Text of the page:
“Partnering with one of these guys is like going to bed with a serial rapist,” one senior source says. “It is only a matter of time.”
He identifies Amazon as the biggest single threat. Its motivation is clear. The more educational content it provides, the more likely it is users will become dependent on its ecosystem and use it for future purchases.
Organisations that are not trying to make money arguably pose an even greater challenge, however. In 2011, Facebook’s founder Mark Zuckerberg and his wife, Priscilla, ring-fenced between $1.5bn and $2.5bn to fund education projects. The endowment, informally dubbed the Zuckerberg fund, is a relatively low-key operation at the moment, but industry figures speculate that he will end up tackling education, in much the same way as Microsoft founder Bill Gates established the Bill and Melinda Gates Foundation to improve world health.
Those sorts of initiatives should only ever be welcomed, but they do not make life easier for traditional education companies.
One former Pearson executive argues that “for-profit” organisations in education are “seriously under threat”, and could end up losing their footing altogether.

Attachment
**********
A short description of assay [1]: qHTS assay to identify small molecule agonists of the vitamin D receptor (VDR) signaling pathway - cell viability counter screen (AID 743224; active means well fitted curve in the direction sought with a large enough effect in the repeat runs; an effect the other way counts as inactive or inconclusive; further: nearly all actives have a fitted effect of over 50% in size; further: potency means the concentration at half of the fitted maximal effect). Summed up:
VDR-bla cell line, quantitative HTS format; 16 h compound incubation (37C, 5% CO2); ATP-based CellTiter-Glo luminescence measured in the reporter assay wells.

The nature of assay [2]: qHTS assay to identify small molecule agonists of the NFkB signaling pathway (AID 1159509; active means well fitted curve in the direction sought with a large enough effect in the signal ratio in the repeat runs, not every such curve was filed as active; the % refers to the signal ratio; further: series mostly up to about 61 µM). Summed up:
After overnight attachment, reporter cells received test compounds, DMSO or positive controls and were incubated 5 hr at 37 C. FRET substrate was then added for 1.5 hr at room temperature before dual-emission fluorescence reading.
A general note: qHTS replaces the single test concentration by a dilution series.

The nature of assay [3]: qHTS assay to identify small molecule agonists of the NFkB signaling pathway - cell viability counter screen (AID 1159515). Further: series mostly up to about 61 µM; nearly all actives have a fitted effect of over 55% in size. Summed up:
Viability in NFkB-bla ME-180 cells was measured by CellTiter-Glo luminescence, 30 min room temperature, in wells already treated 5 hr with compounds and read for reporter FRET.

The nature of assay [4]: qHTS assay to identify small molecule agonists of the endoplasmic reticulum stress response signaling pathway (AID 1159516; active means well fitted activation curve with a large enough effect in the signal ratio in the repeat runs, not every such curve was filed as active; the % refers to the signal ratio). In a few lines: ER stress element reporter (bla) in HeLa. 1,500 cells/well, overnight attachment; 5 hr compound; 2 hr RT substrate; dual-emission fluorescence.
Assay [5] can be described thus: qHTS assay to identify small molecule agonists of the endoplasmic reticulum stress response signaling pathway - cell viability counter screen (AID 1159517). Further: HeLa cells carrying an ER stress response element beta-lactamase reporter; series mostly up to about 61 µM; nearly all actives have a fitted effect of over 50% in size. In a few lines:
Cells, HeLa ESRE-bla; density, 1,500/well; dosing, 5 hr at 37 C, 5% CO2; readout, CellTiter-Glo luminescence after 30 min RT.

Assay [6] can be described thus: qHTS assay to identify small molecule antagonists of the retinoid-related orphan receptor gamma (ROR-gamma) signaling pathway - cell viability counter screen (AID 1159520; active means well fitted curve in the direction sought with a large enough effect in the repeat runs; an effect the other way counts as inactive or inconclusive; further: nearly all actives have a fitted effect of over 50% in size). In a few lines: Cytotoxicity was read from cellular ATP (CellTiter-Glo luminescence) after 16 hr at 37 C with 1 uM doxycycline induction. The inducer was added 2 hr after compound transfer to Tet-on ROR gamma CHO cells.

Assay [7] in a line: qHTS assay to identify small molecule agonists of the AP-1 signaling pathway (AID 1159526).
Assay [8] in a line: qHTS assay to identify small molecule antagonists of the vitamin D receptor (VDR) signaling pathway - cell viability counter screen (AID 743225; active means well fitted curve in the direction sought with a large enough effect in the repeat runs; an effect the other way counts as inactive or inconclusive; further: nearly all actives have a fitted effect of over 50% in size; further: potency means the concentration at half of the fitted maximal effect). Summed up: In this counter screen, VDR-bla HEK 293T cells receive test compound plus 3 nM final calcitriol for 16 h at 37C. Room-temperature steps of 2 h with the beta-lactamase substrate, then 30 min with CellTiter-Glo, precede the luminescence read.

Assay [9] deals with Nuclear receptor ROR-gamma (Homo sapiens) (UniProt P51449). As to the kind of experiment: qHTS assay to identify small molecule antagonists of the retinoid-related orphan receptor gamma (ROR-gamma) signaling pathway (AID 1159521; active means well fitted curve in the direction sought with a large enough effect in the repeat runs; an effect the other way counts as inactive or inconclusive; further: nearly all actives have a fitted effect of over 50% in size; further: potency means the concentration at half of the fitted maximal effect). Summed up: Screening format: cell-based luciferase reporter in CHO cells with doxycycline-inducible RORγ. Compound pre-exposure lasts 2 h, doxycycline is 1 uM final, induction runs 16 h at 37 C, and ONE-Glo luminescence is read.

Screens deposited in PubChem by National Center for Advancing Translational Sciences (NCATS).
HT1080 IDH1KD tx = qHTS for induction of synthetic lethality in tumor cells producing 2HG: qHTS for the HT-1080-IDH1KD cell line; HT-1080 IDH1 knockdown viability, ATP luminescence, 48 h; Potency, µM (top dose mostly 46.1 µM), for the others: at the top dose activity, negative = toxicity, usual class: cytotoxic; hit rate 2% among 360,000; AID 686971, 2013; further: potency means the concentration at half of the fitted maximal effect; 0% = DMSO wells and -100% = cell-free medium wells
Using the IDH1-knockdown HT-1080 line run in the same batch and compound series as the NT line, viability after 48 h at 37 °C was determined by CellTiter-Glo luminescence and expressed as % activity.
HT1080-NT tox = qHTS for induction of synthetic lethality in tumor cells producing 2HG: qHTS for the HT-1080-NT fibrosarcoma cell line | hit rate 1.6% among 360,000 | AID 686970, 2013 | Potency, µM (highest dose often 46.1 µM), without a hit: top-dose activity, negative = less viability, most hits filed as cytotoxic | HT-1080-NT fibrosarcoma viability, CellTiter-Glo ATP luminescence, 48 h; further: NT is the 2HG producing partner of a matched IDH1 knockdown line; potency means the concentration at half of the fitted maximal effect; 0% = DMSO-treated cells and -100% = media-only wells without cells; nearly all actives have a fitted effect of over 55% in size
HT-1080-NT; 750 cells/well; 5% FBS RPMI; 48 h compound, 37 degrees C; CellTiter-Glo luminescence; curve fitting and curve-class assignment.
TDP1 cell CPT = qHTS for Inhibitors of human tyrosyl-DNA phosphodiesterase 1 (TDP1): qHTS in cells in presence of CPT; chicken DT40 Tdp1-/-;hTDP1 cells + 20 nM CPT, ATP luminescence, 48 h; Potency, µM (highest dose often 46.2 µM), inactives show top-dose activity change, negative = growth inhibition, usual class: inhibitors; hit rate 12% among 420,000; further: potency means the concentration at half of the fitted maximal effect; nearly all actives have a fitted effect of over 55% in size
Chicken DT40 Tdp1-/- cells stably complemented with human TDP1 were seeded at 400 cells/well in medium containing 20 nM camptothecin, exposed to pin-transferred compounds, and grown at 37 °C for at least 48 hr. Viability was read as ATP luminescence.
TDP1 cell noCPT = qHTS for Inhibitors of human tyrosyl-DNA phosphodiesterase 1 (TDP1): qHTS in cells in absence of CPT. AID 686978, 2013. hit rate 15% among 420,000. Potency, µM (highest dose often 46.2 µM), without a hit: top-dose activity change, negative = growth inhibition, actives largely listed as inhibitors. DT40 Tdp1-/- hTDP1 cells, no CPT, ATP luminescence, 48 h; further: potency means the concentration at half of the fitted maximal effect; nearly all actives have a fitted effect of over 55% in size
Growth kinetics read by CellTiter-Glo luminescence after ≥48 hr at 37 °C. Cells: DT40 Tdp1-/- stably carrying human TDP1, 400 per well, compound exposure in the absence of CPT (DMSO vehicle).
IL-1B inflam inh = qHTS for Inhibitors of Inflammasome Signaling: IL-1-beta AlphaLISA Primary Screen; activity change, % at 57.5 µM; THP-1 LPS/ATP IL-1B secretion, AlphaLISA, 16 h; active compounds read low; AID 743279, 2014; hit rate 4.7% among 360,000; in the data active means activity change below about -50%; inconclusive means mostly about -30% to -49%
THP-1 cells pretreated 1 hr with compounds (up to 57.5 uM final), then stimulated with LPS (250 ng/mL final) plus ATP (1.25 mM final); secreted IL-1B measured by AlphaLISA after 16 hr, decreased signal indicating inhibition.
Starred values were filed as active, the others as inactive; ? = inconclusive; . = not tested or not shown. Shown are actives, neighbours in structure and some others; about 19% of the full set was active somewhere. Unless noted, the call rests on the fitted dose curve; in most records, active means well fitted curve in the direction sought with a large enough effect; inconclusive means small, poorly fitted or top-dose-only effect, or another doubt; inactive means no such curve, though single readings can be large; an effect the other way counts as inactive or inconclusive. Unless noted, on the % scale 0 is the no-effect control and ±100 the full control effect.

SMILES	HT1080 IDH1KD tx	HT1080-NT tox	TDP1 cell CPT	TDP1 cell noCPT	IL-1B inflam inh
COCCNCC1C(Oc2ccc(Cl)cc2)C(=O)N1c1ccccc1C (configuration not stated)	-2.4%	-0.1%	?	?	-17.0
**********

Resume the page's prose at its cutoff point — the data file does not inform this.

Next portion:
But the Pearson’s spokesman feels differently. “The private sector has a pivotal role to play,” they say.
Either way, Pearson has reached a crucial moment in its trajectory. Fallon has to whip the ragtag bag of businesses he inherited into a smart, digital company. Otherwise, the venture capital firms could soon start circling and pick-pick-pick it away.

Sunday, October 12, 2014

NYCDOE Teacher Performance Investigator - Education required: A four-year high school diploma or its educational equivalent

Another slug job supporting the criminals at DOE legal. Add this to job description:
Will ignore any info that might show the teacher is innocent.
Will do what it takes to justify the existence of this job even if it means lying, cheating and creating evidence out of nothing.